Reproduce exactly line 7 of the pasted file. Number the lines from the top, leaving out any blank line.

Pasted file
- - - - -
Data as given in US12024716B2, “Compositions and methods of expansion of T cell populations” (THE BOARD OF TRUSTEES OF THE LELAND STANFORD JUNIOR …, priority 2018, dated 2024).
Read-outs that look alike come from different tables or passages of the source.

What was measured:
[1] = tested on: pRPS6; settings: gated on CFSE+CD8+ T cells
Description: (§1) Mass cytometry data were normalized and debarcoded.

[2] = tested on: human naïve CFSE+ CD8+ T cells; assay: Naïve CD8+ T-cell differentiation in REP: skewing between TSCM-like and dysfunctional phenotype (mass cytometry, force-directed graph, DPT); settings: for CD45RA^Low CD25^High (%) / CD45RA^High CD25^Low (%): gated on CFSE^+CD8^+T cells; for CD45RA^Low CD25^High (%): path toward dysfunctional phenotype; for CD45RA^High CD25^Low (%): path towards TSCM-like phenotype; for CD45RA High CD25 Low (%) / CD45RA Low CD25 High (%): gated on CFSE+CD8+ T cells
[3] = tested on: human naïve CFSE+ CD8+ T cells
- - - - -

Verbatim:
[3] = tested on: human naïve CFSE+ CD8+ T cells